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Maternal overweight and obesity and risks of severe birth-asphyxia-related complications in term infants: a population-based cohort study in Sweden.
PLoS Med. 2014 May; 11(5):e1001648.PM

Abstract

BACKGROUND

Maternal overweight and obesity increase risks of pregnancy and delivery complications and neonatal mortality, but the mechanisms are unclear. The objective of the study was to investigate associations between maternal body mass index (BMI) in early pregnancy and severe asphyxia-related outcomes in infants delivered at term (≥37 weeks).

METHODS AND FINDINGS

A nation-wide Swedish cohort study based on data from the Medical Birth Register included all live singleton term births in Sweden between 1992 and 2010. Logistic regression analyses were used to obtain odds ratios (ORs) with 95% CIs for Apgar scores between 0 and 3 at 5 and 10 minutes, meconium aspiration syndrome, and neonatal seizures, adjusted for maternal height, maternal age, parity, mother's smoking habits, education, country of birth, and year of infant birth. Among 1,764,403 term births, 86% had data on early pregnancy BMI and Apgar scores. There were 1,380 infants who had Apgar score 0-3 at 5 minutes (absolute risk = 0.8 per 1,000) and 894 had Apgar score 0-3 at 10 minutes (absolute risk = 0.5 per 1,000). Compared with infants of mothers with normal BMI (18.5-24.9), the adjusted ORs (95% CI) for Apgar scores 0-3 at 10 minutes were as follows: BMI 25-29.9: 1.32 (1.10-1.58); BMI 30-34.9: 1.57 (1.20-2.07); BMI 35-39.9: 1.80 (1.15-2.82); and BMI ≥40: 3.41 (1.91-6.09). The ORs for Apgar scores 0-3 at 5 minutes, meconium aspiration, and neonatal seizures increased similarly with maternal BMI. A study limitation was lack of data on effects of obstetric interventions and neonatal resuscitation efforts.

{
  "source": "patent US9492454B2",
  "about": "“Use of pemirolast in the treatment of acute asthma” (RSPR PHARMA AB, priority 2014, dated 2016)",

CONCLUSION

Risks of severe asphyxia-related outcomes in term infants increase with maternal overweight and obesity. Given the high prevalence of the exposure and the severity of the outcomes studied, the results are of potential public health relevance and should be confirmed in other populations. Prevention of overweight and obesity in women of reproductive age is important to improve perinatal health.

Authors+Show Affiliations

Clinical Epidemiological Unit, Department of Medicine Solna, Karolinska University Hospital, Karolinska Institutet, Stockholm, Sweden.Clinical Epidemiological Unit, Department of Medicine Solna, Karolinska University Hospital, Karolinska Institutet, Stockholm, Sweden.Department of Epidemiology, University of Michigan School of Public Health, Ann Arbor, Michigan, United States of America.Clinical Epidemiological Unit, Department of Medicine Solna, Karolinska University Hospital, Karolinska Institutet, Stockholm, Sweden.

Pub Type(s)

Journal Article
Research Support, Non-U.S. Gov't

Language

eng

PubMed ID

24845218

Citation

Persson, Martina, et al. "Maternal Overweight and Obesity and Risks of Severe Birth-asphyxia-related Complications in Term Infants: a Population-based Cohort Study in Sweden." PLoS Medicine, vol. 11, no. 5, 2014, pp. e1001648.
Persson M, Johansson S, Villamor E, et al. Maternal overweight and obesity and risks of severe birth-asphyxia-related complications in term infants: a population-based cohort study in Sweden. PLoS Med. 2014;11(5):e1001648.